Calls grow for fuel excise to be cut for millions of Aussie motorists as drivers feel the pinch at the bowser
- The call for a reduction in fuel taxes is growing
- Motorists currently pay 48.8 cents per liter in excise duty
Opposition Leader Peter Dutton has opened the door to coalition support for a temporary fuel duty cut as Australian motorists face rising bowser prices.
The fuel excise tax is a tax levied by the federal government on gasoline and diesel purchased from the Bowser. Motorists currently pay 48.8 cents in excise duty for every liter of fuel they buy.
In an interview on Sky News on Sunday, the opposition leader was asked whether the coalition would consider backing moves to cut fuel duties amid warnings that record petrol prices could rise further as the war between Israel and Hamas escalated.
“There could be temporary relief through spending cuts,” Dutton said in a move that contradicts the Coalition’s pledge to restore the budget.
Brent crude oil prices rose above $90 a barrel on Sunday as supply cuts from Saudi Arabia and Russia and the outbreak of war between Israel and Hamas pushed prices higher (stock image)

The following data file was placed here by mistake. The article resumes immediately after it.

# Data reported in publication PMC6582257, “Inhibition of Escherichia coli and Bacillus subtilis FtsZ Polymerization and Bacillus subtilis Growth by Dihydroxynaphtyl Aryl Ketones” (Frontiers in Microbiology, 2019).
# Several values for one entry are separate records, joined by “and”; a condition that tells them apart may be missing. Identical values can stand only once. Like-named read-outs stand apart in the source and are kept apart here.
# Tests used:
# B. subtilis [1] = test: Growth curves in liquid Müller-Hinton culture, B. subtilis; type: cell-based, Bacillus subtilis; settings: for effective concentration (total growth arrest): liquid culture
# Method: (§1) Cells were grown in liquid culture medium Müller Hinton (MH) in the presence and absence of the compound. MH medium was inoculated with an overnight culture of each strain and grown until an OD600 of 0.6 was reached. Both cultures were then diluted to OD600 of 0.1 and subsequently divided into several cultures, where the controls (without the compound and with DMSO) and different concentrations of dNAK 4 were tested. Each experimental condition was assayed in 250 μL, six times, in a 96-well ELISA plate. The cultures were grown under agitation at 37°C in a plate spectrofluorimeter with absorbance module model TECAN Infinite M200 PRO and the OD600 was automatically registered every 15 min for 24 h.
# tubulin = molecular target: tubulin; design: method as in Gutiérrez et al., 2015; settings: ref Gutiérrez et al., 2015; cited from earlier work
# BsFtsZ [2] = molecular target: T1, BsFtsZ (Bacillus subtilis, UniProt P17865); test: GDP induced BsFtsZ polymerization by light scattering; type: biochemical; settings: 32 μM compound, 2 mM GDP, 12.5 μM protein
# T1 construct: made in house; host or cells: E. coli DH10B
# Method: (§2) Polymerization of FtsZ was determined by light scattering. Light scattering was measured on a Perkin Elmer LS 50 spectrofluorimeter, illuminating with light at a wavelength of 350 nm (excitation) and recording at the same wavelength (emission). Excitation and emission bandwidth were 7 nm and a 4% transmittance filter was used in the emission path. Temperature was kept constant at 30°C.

While admitting that the measure was costly, the opposition leader stated that there are “periods when (a reduction in excise duties) is effective.”
According to an analysis by the Australian Institute of Petroleum, the price of unleaded petrol has been hovering around $2 per liter for weeks.
New inflation figures released on Wednesday, which exceeded economists’ expectations, showed fuel prices rose 7.2 percent in the September quarter.
Brent crude oil prices rose above $90 a barrel on Sunday as supply cuts from Saudi Arabia and Russia and the outbreak of war between Israel and Hamas pushed prices higher.
The government is under increasing pressure to consider a fuel duty cut, but has so far ruled out temporary relief.
Opposition Leader Peter Dutton has opened the door to coalition support for a temporary fuel duty cut as Australian motorists face rising bowser prices
“We will consider what measures are necessary in our economy, consistent with our really strict approach to fiscal discipline, but it is not something that we are doing,” Treasurer Jim Chalmers told reporters on Wednesday.
Last September, the Albanian government allowed a 22 cent cut in gasoline taxes to expire, arguing that a further extension would cost the federal budget as much as $3 billion in just six months.
A temporary six-month cut in excise duties was announced in the March 2022 budget by the former Morrison government, as part of a pre-election sweetener.